The beta diversity maps we generated help inform the interpretation of our variation partitioning results. From these maps one can see that the topographic signature on community structure is strong at many of the sites even though the set of topographic variables always accounts for less than 30 per cent of compositional variation (figure 2 and table 2). The variable selection procedure identified slope as the most important topographic variable at the BCI study site, explaining 3.4 per cent of compositional variation (see the electronic supplementary material, table S4), yet this effect can be discerned from the RGB map (figure 2a; cf. fig. 1 in Harms et al. ). The four most important topographic variables from the variable selection procedure (elevation, convexity, slope and cosine of aspect) explain 9.6 per cent of the community variation at the Yasuni study site (see the electronic supplementary material, table S4), and there is a strong similarity between the beta diversity and topographic maps for this site (figure 2d). The strongest effect of any single environmental variable on community structure in our study is elevation at Sinharaja, explaining 14.7 per cent (see the electronic supplementary material, table S4), which coincides with sharply defined features of the community (figure 2f). Therefore, in the context of our analysis, a variable that explains 3 per cent of variation in community composition may have a discernible but subtle effect on community structure, whereas a variable that explains 15 per cent may have a very strong effect. The fact that environmental factors that appear to be quite ecologically important may account for less than 5 per cent of compositional variation in an RDA is unsurprising when one considers the great deal of random noise in ecological data and the lack-of-fit of model to data inherent in constrained ordination techniques .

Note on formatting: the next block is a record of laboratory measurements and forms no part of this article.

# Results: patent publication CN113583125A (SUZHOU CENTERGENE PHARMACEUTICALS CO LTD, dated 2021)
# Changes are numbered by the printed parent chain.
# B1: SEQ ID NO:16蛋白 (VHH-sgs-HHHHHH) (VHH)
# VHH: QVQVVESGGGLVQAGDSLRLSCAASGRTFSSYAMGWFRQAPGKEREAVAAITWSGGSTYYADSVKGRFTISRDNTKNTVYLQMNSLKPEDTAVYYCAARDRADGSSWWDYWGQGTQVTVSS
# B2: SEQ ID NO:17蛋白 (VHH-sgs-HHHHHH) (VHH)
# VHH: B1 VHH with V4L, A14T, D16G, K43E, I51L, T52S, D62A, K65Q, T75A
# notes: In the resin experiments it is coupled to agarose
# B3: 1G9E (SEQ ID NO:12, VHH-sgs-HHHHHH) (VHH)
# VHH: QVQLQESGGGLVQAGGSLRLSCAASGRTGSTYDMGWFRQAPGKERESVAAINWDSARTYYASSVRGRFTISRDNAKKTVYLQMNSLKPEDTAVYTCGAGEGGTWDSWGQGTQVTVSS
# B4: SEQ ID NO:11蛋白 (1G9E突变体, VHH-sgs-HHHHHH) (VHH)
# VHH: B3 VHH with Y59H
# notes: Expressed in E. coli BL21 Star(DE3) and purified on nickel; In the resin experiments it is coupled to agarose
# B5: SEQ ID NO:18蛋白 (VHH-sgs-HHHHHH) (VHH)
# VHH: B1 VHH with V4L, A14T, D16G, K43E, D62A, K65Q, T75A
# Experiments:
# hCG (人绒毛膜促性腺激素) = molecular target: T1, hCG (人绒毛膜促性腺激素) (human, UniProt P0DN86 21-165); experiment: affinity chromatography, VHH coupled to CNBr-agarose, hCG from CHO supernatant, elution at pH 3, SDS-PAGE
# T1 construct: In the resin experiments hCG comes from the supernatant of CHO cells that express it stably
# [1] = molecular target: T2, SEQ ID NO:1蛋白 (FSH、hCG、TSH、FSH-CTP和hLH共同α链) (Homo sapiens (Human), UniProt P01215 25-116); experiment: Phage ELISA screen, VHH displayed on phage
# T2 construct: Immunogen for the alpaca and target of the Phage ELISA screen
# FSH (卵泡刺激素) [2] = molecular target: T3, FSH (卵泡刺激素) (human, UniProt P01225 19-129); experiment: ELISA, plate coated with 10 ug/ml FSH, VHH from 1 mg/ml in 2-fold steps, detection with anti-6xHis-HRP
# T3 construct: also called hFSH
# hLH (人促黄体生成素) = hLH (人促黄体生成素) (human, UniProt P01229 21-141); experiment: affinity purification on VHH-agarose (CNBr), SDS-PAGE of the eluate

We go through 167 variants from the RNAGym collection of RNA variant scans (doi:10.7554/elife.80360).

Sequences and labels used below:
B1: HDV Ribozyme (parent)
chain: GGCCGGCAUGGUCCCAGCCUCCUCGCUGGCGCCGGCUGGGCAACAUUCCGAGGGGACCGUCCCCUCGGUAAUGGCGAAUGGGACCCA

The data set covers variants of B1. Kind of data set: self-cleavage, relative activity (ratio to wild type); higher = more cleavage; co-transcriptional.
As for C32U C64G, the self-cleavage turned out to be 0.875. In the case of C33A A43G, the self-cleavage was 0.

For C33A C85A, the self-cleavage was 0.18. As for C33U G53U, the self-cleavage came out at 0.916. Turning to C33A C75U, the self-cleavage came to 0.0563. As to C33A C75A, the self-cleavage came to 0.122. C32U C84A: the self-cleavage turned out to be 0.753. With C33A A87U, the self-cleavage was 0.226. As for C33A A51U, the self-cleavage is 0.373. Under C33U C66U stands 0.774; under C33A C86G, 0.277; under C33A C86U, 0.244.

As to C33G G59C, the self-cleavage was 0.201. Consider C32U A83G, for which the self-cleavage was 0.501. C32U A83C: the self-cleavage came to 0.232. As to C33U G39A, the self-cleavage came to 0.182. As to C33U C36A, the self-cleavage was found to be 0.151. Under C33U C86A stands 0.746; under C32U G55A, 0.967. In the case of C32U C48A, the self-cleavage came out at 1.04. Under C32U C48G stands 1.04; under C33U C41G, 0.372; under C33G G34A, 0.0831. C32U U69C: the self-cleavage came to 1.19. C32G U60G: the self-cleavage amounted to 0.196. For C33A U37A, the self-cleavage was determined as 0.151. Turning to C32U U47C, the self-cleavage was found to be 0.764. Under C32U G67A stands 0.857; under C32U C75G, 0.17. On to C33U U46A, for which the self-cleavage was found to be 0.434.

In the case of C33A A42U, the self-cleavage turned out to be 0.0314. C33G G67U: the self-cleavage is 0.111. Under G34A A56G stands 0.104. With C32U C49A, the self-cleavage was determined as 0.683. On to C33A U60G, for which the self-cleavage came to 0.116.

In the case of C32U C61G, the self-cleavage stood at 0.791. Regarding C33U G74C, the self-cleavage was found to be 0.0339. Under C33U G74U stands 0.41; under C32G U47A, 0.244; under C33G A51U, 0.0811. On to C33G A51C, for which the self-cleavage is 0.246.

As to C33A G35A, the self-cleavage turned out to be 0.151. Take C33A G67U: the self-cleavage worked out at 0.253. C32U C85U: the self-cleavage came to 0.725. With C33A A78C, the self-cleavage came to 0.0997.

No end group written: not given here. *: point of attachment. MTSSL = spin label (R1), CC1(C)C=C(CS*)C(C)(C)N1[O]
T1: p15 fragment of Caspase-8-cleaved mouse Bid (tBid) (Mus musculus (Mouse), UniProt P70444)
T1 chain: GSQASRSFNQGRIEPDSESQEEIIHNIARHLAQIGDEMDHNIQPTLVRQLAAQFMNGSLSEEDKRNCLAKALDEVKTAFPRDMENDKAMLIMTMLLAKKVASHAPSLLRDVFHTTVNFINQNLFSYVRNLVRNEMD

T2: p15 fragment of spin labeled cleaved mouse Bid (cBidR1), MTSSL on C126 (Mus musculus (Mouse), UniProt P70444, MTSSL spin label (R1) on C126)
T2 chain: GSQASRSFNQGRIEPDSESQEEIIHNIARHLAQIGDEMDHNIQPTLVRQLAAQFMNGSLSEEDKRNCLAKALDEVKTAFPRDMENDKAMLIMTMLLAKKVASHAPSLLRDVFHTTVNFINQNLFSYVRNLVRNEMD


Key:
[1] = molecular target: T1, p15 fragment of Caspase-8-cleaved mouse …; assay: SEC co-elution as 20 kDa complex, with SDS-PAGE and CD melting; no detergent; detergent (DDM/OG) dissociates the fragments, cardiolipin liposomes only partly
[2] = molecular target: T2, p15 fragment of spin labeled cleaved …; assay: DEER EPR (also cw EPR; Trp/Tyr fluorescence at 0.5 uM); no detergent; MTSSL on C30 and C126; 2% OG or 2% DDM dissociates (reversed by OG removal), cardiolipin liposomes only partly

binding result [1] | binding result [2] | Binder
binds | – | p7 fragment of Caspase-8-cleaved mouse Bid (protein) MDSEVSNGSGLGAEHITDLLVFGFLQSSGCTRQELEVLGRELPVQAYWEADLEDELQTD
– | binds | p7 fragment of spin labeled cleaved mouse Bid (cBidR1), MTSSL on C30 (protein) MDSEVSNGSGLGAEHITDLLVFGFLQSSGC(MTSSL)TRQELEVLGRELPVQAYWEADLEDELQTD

We found that the proportion of community compositional variation explained by the environment greatly increased with the addition of soil resource variables to the environmental variable set relative to topographic variables alone. The inclusion of a more comprehensive set of environmental variables in our variation partitioning analysis shifts our understanding of the relative importance of habitat filtering and dispersal processes towards greater importance of habitat filtering. Additionally, maps of beta diversity plotted as an RGB image indicate that environmental factors that account for a small proportion (less than 5%) of compositional variation may nonetheless produce an important signal in community structure. For these reasons, we argue that the role of habitat filtering may have been underappreciated in the past.
Financial support for soils work was provided by the US National Science Foundation grants DEB 0211004, DEB 0211115, DEB 0212284, DEB 0212818 and OISE 0314581, the soils initiative of the Smithsonian Tropical Research Institute, and a CTFS grant to cover collection and extraction of soils from Korup. We also thank Jonathan Myers, Editor Fangliang He and two anonymous reviewers for their valuable comments on the manuscript. The tree census and topographic data are maintained by CTFS and data enquiries should be made to Stuart Davies. The soils data are maintained by J.W.D. and enquires should be made to him.
- Received October 24, 2012.
- Accepted November 27, 2012.
- © 2012 The Author(s) Published by the Royal Society. All rights reserved.